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Ch. 1: Gold in Ceylon

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100                                       GOLD IN CEYLON
panied with dolomite and encrusting and included in gneiss. The best speci­mens of it were of a pure snow-white, earthy texture, rather harsh to the touch, destitute of smell when breathed on, and not adhesive. A specimen of it, examined by Dr. Davy, contained 86 carbonate of magnesia, 5 water, 9 silica, with some slight traces of carbonate of lime.
This mineral is perhaps co-temporary with the rock in which it occurs, and not deposited subsequently from water. It has long been used by the natives of the adjoining country in whitewashing their temples. Talc is very rare in Ceylon. It has been met with at Dumbara in a nitre cave, where, with calcspar, felspar and quartz, it entered into the composition of a highly crystalline rock.
Calcspar, anhydrous gypsum, and calcsinter are the only pure calcareous minerals to be found in Ceylon. The two former, well crystallised, have been met with at Dumbara nitre cave. They occur in the compound rock just alluded to in reference to talc. Calcsinter is not uncommon; encrusting rocks of dolomite and gneiss, it abounds in Matale, and is plentiful in Lower Uva and in many places in the vicinity of dolomite rock, from which in all probability it is derived.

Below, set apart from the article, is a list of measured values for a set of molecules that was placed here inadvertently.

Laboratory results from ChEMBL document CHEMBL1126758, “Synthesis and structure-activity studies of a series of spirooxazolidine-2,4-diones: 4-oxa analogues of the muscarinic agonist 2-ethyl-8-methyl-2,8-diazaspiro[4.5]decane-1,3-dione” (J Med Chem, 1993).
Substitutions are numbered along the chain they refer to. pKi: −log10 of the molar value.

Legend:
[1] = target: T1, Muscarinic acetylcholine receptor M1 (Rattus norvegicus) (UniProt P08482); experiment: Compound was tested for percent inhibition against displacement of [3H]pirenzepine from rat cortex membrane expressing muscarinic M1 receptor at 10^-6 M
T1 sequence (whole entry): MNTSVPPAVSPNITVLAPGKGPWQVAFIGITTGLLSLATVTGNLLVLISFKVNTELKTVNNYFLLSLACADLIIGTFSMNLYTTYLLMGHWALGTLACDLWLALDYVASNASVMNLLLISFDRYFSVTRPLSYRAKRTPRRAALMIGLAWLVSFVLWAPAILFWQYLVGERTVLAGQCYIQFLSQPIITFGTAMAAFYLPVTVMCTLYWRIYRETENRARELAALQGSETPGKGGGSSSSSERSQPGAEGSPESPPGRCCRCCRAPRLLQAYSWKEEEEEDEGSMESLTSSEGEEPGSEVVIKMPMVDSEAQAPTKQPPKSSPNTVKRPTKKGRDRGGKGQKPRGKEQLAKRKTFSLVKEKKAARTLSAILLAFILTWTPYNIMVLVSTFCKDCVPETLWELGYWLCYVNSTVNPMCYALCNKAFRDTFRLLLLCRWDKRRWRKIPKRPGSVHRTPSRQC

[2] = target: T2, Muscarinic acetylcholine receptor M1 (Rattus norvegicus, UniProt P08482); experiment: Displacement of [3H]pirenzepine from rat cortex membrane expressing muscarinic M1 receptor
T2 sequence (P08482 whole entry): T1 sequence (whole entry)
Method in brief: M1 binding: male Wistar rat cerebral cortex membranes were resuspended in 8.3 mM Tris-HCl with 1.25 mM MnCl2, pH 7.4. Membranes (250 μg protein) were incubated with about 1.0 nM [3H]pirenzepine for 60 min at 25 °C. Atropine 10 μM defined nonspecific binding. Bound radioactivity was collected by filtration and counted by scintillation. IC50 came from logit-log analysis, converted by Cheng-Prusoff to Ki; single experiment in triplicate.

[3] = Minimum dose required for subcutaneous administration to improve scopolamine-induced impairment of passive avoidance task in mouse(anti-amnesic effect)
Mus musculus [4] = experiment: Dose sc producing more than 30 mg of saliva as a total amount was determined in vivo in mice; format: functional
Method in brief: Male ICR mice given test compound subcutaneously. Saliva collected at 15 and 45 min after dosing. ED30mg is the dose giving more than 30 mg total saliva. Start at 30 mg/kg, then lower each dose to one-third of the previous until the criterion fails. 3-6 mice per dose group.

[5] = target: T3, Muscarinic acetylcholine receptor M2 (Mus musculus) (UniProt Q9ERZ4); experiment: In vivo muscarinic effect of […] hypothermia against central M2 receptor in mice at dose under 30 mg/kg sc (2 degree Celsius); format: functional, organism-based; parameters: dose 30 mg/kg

There are two kinds of the inflammable class of minerals that occur in Ceylon, graphite and sulphur. Graphite in minute scales is very commonly disseminated through gneiss, and it occasionally occurs imbedded in this rock in small masses. In the latter form, it is found to some extent in parts of Upper Saffragam, and might probably be found in sufficient quantity to be collected and exported profitably. Sulphur is extremely rare in Ceylon, indeed its very existence is not indisputably proved. A specimen of this mineral was some time ago picked up in Dumbara, which contained a large portion of sulphate, a small portion of sulphate of iron, and slight traces of alum. The stone itself was composed chiefly of quartz, felspar and oxide of iron, and of some grey crystalline grains. Had the specimen been broken from a rock, little room for doubt would have remained, but even as the case stood, it appeared more likely to be native sulphur than an artificial accidental im­pregnation, for which indeed it would be almost impossible tu account. The mineral productions occurring in the dolomite rock are of two kinds, those peculiar to it and hitherto found in no other rock in Ceylon, and those com­mon to it and to granitic rock. Belonging to the latter, the following minerals may be enumerated :—Iron pyrites, mica, white clay, probably derived from the decomposition of felspar and graphite. With the exception of mica, none of these minerals are common or abundant in dolomite. The mica is generally of a light brown or straw-colour, translucent and crystallised in small six-sided prisms. The minerals peculiar to dolomite are three in number, Ceylanite, apatite and a bright yellow mineral, perhaps a variety of cinnamon-stone. Ceylanite is pretty abundant in this rock, and very generally disseminated through it. It occurs crystallized and amorphous, and exhibits a variety of colours, as bright azure-blue, resembling the blue sapphire, violet, pink-red, grey and white. Its crystals are generally very small. The fine sapphire blue Ceylanite is almost confined to one locality. Of the pink-red, some good speci­mens have been met with from a vein of dolomite in Saffragam, on the banks of a stream that flows into the Kalu-ganga. Ceylanite of the other colours is common particularly in the dolomite rock near Kandy and Badulla, where it generally occurs amorphous, or very indistinctly crystallised. Apitite, of a bright sapphire-blue colour, is frequently to be seen in dolomite, disseminated in very minute particles. It occurs in one place well crystallised, in six-sided prisms in a few places. The bright yellow mineral, perhaps, a variety of the cinnamon-stone, which it resembles in its general properties, and has never been seen crystallished, is not uncommon in dolomite in the vicinity of Kandy. This result is difficult to ascertain from the small particles in which it is found. Though, then, the number of minerals hitherto found in dolomite rock is
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